Studio Sixty Six

Q/A with Melanie Yugo, of Possible Worlds | “Prints & Inks: Risograph Edition” Local creative studio Possible Worlds wrapped...

Posted on August 01, 2015

Q/A with Melanie Yugo, of Possible Worlds | “Prints & Inks: Risograph Edition”

Local creative studio Possible Worlds wrapped up their recent exhibit “Prints & Inks: Risograph Edition”. Creative director, artist and designer Melanie Yugo curated an exhibit in the Chinatown-based space, bringing together experimental prints by artists from Canada, to Brazil, to the Netherlands.

Melanie Yugo has a feature article in Uppercase Magazine, interviewing several risograph printmakers: http://uppercasemagazine.com/issue25

S66: You recently curated the Risograph edition of the Spins & Needles “Prints and Inks” show at Possible Worlds for June-July. Please tell us a bit about Risograph printing, and what makes it so special.

MY: The Risograph is a printing machine that is essentially a high-speed stencil printer. It looks like a regular photocopier, but what it outputs are prints similar to those with a silkscreened, handmade aesthetic. It’s great for producing creative content in multiples, like posters, art books, zines and album covers.

The way it works is that a file is sent through a computer, or an image is placed on the glass of the machine. The stencil of the image is transferred to a master stencil sheet, which is wrapped around a cylinder filled with coloured ink. Ink is pushed through the stencil onto the paper as it passes through the machine. To get different colours, the cylinder corresponding to the ink colour you want is changed out each time.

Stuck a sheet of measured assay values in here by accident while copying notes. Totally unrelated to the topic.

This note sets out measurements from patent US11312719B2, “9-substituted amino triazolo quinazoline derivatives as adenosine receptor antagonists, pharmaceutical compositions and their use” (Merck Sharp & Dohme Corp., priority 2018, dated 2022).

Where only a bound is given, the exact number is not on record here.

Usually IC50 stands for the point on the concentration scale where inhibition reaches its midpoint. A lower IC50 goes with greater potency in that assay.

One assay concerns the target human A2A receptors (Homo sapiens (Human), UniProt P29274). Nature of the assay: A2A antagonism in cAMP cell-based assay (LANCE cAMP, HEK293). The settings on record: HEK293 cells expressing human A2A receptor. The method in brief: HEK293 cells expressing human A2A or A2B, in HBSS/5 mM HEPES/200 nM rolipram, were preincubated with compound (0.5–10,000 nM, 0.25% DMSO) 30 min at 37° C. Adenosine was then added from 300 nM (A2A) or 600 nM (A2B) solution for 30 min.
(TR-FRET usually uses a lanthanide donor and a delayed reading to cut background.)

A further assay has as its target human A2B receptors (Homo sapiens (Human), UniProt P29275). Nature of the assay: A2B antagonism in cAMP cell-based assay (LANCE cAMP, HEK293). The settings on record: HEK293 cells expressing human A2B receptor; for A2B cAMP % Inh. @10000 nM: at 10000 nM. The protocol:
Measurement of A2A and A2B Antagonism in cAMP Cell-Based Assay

It’s only in the last several years that the Risograph has been used more and more in creative contexts. The machine was developed in 1986 in Japan for large-volume print jobs in offices, churches and schools. But then toner-based photocopiers took over. So artists and publishers began to experiment with these discarded Risograph machines, finding them in basements or online on eBay or Craigslist, for relatively good prices.

I think what attracts artists and publishers to the Risograph are a few things. Compared to other types of printing, such as silkscreening or offset, there are less barriers to printing with the Risograph: less setup time, less equipment and generally lower costs overall. It has allowed artists to reclaim printing as an experimental process, to play with different colour gradients and inks and to push the limits of what the machine can produce. Since the artist or publisher owns the means of production, they are able to work on their own terms and share their publications more widely.

S66: The artists you selected range from across the U.S., to Scotland, Singapore, and the Netherlands. What influenced your choice in artists, and their work?

MY: I came across many of these artists when I was asked by Uppercase Magazine earlier this year to write an article on the Risograph printing machine. I had known about the Risograph for a couple years, and was interested in exploring this form of printing as part of the greater context of the graphic arts world.